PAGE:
The output is calculated upon a basis of 5% second harmonic distortion, and this involves the statement of the optimum value of load impedance. Since it is unlikely that the speaker will have the correct impedance, a transformer must normally be used for matching, and its ratio can be calculated by dividing the required load impedance by the speaker impedance and taking the square root of the result. In all cases where. the speaker impedance is less than the valve load, the transformer will be of the step-down type.
The chief advantages of the pentode over the triode are its increased efficiency and sensitivity - a greater output is obtainable for a given expenditure of energy from the HT supply, and a smaller signal input is required. To counterbalance this, however, the valve is much more critical in the matching to the loud speaker, and if undue accentuation of the high notes is to be avoided a tone-correction circuit is necessary. Although high-quality reproduction can be obtained with a pentode, it is more difficult than with a triode, and the latter is usually selected where quality is of prime importance. The pentode, however, is invaluable in the smaller class of receiver where sensitivity and cost are at least as important as quality.
In the case of receivers of the Universal type and those intended for operation from DC mains, the fact that a pentode requires a much smaller grid bias than a triode is of great importance, and there is really no alternative to the pentode for the output stage.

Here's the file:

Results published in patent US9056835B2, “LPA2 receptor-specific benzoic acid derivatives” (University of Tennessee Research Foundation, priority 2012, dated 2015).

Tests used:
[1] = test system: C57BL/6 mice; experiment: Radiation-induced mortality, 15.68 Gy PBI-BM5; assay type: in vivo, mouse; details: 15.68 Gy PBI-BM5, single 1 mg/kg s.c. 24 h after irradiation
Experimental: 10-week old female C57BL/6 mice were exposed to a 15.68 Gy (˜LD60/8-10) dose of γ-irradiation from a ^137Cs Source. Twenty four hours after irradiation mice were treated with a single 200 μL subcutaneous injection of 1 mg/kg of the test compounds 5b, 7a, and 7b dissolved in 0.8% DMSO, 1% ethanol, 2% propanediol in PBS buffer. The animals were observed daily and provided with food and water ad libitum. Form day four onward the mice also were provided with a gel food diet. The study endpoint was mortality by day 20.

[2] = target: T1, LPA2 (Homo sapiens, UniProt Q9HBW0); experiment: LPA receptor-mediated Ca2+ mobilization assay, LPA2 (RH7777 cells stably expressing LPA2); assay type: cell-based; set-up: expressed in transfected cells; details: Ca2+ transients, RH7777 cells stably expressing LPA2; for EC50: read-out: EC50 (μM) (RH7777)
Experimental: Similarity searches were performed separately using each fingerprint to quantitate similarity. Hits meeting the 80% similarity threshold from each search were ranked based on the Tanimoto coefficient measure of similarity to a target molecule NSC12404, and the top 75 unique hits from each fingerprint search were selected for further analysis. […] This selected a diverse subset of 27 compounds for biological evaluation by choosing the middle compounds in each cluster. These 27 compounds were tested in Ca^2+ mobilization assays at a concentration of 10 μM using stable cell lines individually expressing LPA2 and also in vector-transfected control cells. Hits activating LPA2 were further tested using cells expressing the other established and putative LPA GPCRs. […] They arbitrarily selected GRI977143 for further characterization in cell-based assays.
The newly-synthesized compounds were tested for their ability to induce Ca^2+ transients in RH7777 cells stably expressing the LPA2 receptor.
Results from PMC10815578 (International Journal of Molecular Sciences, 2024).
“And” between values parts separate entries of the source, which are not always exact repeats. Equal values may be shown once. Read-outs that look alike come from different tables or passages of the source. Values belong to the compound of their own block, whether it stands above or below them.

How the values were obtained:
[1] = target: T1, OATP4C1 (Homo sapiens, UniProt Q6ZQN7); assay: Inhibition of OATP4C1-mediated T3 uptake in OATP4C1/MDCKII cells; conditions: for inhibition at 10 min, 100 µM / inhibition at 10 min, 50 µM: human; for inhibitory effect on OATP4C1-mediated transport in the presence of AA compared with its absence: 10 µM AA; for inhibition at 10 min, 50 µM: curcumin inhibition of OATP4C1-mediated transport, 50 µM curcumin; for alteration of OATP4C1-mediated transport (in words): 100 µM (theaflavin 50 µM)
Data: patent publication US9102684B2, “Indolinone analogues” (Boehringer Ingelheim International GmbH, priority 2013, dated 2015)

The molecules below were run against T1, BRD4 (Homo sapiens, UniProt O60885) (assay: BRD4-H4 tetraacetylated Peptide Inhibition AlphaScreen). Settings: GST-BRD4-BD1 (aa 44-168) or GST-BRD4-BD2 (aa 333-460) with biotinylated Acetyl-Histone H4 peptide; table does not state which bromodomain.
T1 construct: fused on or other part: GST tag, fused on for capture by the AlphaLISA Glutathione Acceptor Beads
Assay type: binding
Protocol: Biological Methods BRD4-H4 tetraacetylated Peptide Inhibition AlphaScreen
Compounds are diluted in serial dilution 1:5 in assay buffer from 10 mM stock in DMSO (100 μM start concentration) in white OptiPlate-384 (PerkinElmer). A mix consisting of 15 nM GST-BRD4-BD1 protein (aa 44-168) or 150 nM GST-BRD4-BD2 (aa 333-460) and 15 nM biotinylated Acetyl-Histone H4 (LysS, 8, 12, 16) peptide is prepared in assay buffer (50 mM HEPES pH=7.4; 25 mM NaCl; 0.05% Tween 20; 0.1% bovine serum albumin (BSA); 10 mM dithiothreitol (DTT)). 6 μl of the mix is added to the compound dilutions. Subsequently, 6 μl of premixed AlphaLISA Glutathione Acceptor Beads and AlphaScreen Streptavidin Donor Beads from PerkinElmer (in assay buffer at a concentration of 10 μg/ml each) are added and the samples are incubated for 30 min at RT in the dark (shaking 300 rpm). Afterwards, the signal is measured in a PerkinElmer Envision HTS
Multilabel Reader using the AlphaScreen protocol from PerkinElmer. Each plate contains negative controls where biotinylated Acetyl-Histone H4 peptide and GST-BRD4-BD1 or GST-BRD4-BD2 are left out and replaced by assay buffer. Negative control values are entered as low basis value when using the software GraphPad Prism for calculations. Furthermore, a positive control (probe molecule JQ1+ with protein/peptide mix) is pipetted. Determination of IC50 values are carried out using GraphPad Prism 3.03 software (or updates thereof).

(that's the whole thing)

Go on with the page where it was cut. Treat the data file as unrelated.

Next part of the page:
It will be noted that columns are included for the self-bias resistance in both triode and pentode output valve sections. The Watts rating of the resistance can be found by multiplying the resistance by the square of the sum of the screen and anode currents, and dividing the result by 1,000,000.
Quiescent Output Valves
Recent development in battery valves has resulted in the production of a new range of output types combining large output with extreme economy of power drawn from the HT battery. The Class B valve is really two triodes mounted in the same bulb and operated in push-pull. It is worked with zero or only a small negative bias, and grid current flows during a large portion of the cycle of input voltage.
As regards the output circuit, matching to the loud speaker is obtained with a transformer, the ratio of which must be calculated in the same manner as for other output valves. It is, however, important that the component used should be of suitable type with a low DC resistance and a small value of leakage inductance. Since the characteristics of Class B valves are similar to those of pentodes, it will usually be found that a resistance-capacity tone-correction circuit across the primary of the output transformer is needed to avoid undue stressing of the upper register.
Because of the grid current flow, the Class B valve has a low input impedance, and it is usually. necessary to feed it from the preceding LF, or driver, valve through a step-down transformer. The ratio can be calculated by dividing the load required by the driver valve by the grid-to-grid input impedance of the Class B valve and taking the square root of the result.